Army orders small-form-factor embedded computing from Gumstix on field training instrumentation
TOBYHANNA ARMY DEPOT, Pa., 3 Aug. 2016. U.S. Army training instrumentation experts needed small-form-factor embedded computing modules for a system that evaluates the performance of soldiers during live training. They found their solution from Gumstix Inc. in Portola Valley, Calif.
Officials of the Army Contracting Command at Tobyhanna Army Depot, Pa., announced their intention Monday to buy 2,964 GUM3703E Overo EarthSTORM computer-on-module embedded computers from Gumstix sole-source.
Army Program Executive Office for Simulation, Training, and Instrumentation (PEO STRI) in Orlando, Fla., needs the Gumstix small-form-factor computer modules for the Precision Real-Time Location System (PRTLS) radios and data communications interface (DCI) at the Army Joint Multinational Readiness Center (JMRC) in Hohenfels, Germany.
The Gumstix Overo EarthSTORM embedded computing module measures about three inches long and half an inch wide -- about the size of a stick of gum -- and weighs about a quarter of an ounce. It is based on the ARM Cortex-A8 processor architecture, has 512 megabytes of RAM, and at least 512 megabytes of Flash memory.
The Overo EarthSTORM computer on module is RoHS compliant, operates in temperatures from 0 to 85 degrees Celsius, and uses the 800 MHz Texas Instruments Sitara AM3703 single-core processor. The computer module sells for $109.
Gumstix is the only responsible source for the embedded computing module, and no other products will satisfy Army requirements, officials say. The Overo EarthSTORM is the only known source for commercial off-the-shelf (COTS) computers on module with 512 megabytes of RAM and 1 gigabyte of onboard NAND flash memory that will function properly when installed into the DCI, Army officials say.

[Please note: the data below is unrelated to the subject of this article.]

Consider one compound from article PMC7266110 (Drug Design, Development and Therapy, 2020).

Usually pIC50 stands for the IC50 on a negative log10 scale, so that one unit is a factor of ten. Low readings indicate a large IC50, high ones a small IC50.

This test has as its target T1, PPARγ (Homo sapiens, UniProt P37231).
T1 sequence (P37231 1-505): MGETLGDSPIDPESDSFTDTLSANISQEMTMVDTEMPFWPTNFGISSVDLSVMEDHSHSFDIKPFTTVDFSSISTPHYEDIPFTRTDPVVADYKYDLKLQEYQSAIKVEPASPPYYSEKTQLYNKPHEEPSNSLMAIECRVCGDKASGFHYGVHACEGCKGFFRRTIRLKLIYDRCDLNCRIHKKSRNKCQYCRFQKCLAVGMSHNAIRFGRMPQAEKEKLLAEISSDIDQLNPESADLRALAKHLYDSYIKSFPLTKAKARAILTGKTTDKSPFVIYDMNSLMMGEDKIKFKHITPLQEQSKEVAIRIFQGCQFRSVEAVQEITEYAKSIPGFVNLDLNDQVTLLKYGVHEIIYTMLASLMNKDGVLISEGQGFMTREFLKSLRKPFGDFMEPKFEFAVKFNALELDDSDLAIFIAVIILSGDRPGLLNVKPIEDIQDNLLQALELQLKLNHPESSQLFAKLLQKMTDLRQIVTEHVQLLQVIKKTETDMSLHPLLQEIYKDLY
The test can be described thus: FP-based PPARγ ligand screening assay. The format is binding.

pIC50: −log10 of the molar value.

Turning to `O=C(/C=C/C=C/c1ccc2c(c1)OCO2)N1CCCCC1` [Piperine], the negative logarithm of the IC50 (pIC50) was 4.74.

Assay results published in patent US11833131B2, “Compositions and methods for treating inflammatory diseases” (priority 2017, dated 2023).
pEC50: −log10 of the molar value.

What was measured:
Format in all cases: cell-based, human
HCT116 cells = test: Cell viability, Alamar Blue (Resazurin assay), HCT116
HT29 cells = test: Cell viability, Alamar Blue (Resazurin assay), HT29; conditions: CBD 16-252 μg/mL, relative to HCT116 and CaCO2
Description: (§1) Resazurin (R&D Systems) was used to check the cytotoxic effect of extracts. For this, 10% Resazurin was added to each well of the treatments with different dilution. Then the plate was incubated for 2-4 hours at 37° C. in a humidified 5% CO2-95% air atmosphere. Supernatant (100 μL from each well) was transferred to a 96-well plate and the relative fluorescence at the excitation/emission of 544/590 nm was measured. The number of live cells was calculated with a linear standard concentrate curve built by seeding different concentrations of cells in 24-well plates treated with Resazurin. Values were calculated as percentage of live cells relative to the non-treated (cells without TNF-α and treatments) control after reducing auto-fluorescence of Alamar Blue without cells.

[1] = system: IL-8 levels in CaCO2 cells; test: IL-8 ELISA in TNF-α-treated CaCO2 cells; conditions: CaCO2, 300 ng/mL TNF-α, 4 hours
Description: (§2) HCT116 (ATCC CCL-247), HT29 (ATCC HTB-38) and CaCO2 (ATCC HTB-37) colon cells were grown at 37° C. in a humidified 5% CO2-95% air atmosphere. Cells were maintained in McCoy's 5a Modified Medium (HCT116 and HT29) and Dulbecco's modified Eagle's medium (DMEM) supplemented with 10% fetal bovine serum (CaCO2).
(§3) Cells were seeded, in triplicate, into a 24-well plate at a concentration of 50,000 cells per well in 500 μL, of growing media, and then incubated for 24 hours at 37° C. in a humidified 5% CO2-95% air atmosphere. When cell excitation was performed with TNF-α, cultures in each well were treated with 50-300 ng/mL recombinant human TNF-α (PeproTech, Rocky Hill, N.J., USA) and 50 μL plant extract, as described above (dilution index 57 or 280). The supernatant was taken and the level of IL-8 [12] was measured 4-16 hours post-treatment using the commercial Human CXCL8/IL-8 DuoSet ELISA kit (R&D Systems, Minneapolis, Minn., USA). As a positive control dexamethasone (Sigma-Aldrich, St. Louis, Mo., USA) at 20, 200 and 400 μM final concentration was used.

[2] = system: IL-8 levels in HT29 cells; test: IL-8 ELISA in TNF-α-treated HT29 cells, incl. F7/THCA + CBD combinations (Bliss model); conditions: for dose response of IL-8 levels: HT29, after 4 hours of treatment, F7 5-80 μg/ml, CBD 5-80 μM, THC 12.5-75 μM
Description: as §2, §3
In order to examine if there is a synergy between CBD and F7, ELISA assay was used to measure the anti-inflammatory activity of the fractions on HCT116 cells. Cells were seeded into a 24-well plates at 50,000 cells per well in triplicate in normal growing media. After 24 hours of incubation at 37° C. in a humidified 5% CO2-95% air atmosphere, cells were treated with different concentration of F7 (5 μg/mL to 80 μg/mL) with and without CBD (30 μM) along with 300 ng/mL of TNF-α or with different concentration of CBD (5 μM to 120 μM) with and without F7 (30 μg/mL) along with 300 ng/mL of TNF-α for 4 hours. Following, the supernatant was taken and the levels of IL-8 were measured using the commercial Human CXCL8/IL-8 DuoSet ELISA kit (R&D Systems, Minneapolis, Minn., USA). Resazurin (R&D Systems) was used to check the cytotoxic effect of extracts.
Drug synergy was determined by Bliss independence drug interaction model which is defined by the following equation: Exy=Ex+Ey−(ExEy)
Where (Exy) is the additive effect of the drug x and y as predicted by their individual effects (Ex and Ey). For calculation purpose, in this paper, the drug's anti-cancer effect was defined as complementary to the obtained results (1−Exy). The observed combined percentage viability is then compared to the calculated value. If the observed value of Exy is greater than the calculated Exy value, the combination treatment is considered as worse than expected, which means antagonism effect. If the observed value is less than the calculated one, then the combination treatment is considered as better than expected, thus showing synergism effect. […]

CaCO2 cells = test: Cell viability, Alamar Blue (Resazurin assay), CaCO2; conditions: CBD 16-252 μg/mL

The small physical dimensions and low power consumption of the Gumstix Overo EarthSTORM enable this unit to fit into the small DCI enclosure and to be powered for an extended time by the battery that is supplied to the soldier, Army officials say.
These PRTLS radios are an integral part of the JMRC instrumentation system (JMRC-IS) that collects, processes, displays, and stores training performance data from soldiers performing live, collective training at the JMRC.
The PRTLS radios collect training data from vehicles and foot soldiers and relay that information to the JMRC-IS to monitor the training exercise and provide feedback to the Soldiers in training.
The PRTLS field radio originally was manufactured by Sepura PLC in Waterbeach, England, whose technicians were able to tailor firmware to one of the company's existing products to JMRC PRTLS requirements.
The PRTLS radio for JMRC is a unique device only used at JMRC, which uses a terrestrial trunked radio (TETRA) communications infrastructure that uses only radio technology that complies with German spectrum requirements.
The JMRC TETRA-based radio architecture operates on radio frequencies of 366 to 371 MHz. It must be approved by the JF-12 process of the German National Radio Frequency Office (NARFA), as well as meet Army safety requirements.
Although is not asking for competitive proposals, any company whose officials believe they could provide a product equivalent to the Gumstix Overo EarthSTORM may email the Army's Kristi-Jo Noel no later than 11 Aug. 2016 at firstname.lastname@example.org.
More information is online at https://www.fbo.gov/notices/afb14d64080c185fea1c67ceb6c8f272.
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